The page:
Sports management lands major position with Washington Nationals World Series champion

Mike Scharfenberg ’20 says his teachers taught him to focus on the small details, in his classes and in his quest for an internship and a career in the field, and the lesson paid off immediately.

April 17, 2020

By Jackie Hennessey, Contributing Author

Mike Scharfenberg ’20

When Mike Scharfenberg ’20 was looking for an internship with the New York Yankees, competing with nearly 3,000 people for the job, he thought about what his sports management teachers told him to be resourceful and find a way to stand out.

Paying attention to the smallest details and making personal connections, they told him, makes the difference in the field of sports management, especially in finding an internship or a job.

In a final round of interviews with the Yankees, Scharfenberg heard everyone describe themselves as hard workers. He didn’t go that route.

“I like to say that I have an impact, that I want to leave a legacy wherever I’ve been, and I try to let people know that I was there,” he says.

He landed the internship, “a dream” for a lifelong athlete, sports fan – and Yankee fan. He spent last summer working in ticket sales for one of the world’s premier sports franchises, making 120 phone calls a day, making personal connections with potential customers because, he says, “I don’t sell no ticket. I am selling an experience.

When he needed a quick break from calls, he’d come out of his office, take a couple of turns, and stare at the expanse of the empty stadium.

He loved her.

Now, Scharfenberg has fulfilled a new dream: Last month, he was hired as an inside sales representative by the 2019 world champion Washington Nationals, a position he chose from six job offers he had. received. He plans to move to DC shortly after graduating and will begin work in June.

“You Gotta Get the Juice Flowing”

Scharfenberg says the lessons he learned in college helped him get into the big leagues. “Through the various courses I took, I developed exceptional skills in time management, verbal and non-verbal communication, and problem solving,” he says.

His sports management teachers pushed him to be creative, whether it was a mission or a major project. They gave him ideas but, he says, they let him figure out the best way to get there. This prompted him to strategize as he began his job search last fall.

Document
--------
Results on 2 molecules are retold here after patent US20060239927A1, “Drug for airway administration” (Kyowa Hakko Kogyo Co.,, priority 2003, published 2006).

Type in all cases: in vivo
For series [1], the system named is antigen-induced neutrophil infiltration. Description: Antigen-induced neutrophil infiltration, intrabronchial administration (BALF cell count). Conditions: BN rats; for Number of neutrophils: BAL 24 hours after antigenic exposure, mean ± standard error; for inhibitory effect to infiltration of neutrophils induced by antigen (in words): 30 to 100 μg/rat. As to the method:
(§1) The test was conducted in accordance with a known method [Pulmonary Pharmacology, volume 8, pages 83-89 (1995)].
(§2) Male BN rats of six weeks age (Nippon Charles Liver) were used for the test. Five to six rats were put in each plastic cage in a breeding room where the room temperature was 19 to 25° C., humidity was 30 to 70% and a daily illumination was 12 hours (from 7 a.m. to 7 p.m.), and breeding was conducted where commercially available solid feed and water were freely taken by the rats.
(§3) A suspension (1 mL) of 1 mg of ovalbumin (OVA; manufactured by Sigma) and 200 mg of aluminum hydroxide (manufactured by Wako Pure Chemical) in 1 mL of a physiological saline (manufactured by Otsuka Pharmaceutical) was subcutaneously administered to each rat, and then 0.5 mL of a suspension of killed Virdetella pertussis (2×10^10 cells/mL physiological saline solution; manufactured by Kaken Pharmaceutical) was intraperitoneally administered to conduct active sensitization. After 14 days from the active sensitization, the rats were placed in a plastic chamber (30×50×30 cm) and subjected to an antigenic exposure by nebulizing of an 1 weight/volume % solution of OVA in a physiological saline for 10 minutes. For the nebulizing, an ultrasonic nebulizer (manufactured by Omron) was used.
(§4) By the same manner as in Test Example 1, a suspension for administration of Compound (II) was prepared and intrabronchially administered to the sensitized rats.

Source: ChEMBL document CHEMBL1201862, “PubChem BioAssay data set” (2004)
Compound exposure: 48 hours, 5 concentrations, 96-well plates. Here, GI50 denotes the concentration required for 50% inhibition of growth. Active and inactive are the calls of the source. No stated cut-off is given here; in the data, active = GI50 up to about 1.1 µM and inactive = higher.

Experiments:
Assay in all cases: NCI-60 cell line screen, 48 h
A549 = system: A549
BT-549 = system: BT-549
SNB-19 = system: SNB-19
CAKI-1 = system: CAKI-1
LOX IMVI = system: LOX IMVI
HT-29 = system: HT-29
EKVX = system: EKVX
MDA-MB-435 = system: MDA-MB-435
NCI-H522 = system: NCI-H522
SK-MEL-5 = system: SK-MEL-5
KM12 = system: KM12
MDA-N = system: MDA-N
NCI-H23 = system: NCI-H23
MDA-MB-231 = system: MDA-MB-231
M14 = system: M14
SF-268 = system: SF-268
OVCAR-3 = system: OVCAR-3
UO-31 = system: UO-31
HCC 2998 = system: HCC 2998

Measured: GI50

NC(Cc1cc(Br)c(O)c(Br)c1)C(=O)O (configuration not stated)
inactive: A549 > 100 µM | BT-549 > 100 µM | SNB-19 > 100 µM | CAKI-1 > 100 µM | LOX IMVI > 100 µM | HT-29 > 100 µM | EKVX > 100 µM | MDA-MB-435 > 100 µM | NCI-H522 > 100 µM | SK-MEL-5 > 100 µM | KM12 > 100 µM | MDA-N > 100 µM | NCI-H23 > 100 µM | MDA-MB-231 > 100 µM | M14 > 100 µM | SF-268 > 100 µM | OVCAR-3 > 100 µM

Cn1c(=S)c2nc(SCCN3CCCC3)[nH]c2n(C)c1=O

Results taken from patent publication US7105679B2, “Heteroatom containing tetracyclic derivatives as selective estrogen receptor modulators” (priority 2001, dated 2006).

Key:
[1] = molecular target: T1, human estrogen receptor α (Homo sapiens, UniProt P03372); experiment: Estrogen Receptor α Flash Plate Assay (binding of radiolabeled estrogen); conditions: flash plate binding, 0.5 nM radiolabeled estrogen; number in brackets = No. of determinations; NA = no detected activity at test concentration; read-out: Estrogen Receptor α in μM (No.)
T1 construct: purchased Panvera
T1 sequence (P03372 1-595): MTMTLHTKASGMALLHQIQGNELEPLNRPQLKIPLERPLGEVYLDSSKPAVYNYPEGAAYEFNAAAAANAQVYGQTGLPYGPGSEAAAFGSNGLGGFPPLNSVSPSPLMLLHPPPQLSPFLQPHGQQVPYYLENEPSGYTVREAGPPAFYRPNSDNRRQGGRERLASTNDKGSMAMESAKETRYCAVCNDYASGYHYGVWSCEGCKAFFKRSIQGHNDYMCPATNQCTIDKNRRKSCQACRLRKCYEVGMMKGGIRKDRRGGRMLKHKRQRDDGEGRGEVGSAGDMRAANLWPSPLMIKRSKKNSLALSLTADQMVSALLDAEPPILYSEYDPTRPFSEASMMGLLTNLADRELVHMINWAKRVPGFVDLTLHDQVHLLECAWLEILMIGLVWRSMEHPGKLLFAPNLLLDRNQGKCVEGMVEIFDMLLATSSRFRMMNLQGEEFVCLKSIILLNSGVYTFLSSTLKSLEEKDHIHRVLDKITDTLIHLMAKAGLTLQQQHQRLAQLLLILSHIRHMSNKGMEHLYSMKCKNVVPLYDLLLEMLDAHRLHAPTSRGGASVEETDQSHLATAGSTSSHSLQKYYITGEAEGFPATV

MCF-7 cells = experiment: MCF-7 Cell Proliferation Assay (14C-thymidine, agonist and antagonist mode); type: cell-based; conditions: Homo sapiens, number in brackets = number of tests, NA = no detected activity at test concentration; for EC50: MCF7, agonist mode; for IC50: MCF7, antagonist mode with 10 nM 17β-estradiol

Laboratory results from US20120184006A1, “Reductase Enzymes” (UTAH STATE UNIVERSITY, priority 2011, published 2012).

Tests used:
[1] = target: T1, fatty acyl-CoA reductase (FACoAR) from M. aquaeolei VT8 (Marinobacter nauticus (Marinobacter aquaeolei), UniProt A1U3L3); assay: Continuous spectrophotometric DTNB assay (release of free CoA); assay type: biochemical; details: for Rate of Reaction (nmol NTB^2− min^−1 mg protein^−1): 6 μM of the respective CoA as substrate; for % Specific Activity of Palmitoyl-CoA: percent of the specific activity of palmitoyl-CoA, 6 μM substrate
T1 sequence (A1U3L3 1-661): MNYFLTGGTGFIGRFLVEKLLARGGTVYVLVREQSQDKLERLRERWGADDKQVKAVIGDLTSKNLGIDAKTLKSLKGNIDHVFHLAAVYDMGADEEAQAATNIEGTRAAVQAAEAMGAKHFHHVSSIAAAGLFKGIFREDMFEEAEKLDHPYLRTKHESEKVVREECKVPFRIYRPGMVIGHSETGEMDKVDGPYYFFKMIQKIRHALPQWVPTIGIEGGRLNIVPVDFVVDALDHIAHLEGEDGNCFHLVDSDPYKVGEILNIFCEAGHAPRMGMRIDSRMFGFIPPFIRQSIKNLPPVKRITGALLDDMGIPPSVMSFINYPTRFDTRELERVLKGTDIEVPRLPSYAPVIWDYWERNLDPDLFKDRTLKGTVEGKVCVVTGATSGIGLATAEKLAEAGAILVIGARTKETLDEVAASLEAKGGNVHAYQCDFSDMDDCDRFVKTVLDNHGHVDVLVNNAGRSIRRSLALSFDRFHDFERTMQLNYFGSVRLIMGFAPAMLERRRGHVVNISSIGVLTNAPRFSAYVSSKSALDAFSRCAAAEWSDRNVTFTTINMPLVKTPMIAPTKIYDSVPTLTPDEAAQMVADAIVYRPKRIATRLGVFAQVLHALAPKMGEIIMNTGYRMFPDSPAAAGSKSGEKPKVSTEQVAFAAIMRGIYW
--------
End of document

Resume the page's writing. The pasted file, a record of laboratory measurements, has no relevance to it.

He knew he wanted to work in Major League Baseball, so he researched and found the names of the league’s team sales managers. He sent them a message on LinkedIn, letting them know that he was a high school student, had interned with the Yankees, and was the sales project manager for GamePlanU, a startup founded by another of his mentors, Rob Thompson ’90, director of development for the University of New Haven.

Scharfenberg asked each sales manager if they could “just give them a quick call” so they could find out more about their sales department.

Almost all said yes.

“Nobody else was doing that,” he says. The messages led to phone conversations, interviews with MLB teams and, later, multiple job offers.

His interview with the Nationals lasted seven hours, including three hours of cold calling so the management team and sales manager could hear how he and everyone else interviewed was communicating. On calls, he told potential clients, “This is my first week here. I would love to hear your experience of this World Series. As a guy from Connecticut, I didn’t really feel that way. Tell me how you felt.

He could feel the bonds he was making. “You have to get the juices flowing and get people to relive their memories,” he explains.

Washington National Stadium
National Park Stadium (Photo by William F. Yurasko, used under Creative Commons 2.0).
“The University of New Haven was everything I could have hoped for – and more”

Scharfenberg says the meandering journey he took to get there makes the result all the more enjoyable.